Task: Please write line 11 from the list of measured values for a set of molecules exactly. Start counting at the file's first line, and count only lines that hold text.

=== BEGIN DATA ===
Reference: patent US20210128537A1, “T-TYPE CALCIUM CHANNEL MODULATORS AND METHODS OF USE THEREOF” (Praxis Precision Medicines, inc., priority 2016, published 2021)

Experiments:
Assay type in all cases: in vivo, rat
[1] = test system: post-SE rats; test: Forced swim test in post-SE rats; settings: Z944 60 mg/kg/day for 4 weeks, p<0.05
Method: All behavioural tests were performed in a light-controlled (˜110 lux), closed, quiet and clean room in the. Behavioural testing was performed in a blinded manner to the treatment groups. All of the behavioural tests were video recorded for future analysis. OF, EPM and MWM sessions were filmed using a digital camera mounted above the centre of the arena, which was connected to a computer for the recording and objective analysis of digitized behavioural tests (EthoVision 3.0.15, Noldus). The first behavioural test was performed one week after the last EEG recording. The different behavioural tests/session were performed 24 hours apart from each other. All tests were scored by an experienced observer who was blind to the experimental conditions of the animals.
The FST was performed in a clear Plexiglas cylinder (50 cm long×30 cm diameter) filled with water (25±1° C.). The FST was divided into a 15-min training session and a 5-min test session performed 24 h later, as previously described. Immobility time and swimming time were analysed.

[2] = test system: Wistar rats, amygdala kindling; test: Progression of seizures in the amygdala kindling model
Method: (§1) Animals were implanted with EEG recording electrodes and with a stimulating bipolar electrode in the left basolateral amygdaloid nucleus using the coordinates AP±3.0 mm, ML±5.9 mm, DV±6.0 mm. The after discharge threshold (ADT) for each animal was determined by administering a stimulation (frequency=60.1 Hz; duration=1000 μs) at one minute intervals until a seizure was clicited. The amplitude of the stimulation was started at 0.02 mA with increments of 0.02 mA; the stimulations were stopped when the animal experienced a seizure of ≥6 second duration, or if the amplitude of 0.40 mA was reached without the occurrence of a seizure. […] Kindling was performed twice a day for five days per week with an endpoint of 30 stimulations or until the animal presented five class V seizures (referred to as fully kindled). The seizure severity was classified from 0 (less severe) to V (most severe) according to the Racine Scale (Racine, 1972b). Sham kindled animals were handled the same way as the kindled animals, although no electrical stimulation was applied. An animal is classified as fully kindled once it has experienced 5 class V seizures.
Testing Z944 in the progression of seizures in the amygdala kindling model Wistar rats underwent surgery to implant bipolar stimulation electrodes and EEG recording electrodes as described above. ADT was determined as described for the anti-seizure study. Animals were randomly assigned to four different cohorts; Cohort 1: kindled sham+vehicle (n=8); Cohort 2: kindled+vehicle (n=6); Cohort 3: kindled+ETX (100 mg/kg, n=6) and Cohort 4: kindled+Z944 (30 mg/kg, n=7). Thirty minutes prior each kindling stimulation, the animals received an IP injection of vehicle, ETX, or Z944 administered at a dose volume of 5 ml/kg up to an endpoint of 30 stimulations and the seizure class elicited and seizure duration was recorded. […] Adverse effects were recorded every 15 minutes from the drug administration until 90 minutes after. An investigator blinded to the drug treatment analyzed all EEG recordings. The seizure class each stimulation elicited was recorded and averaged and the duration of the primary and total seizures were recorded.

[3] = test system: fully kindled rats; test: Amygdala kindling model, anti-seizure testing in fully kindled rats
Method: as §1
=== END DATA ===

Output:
Method: as §1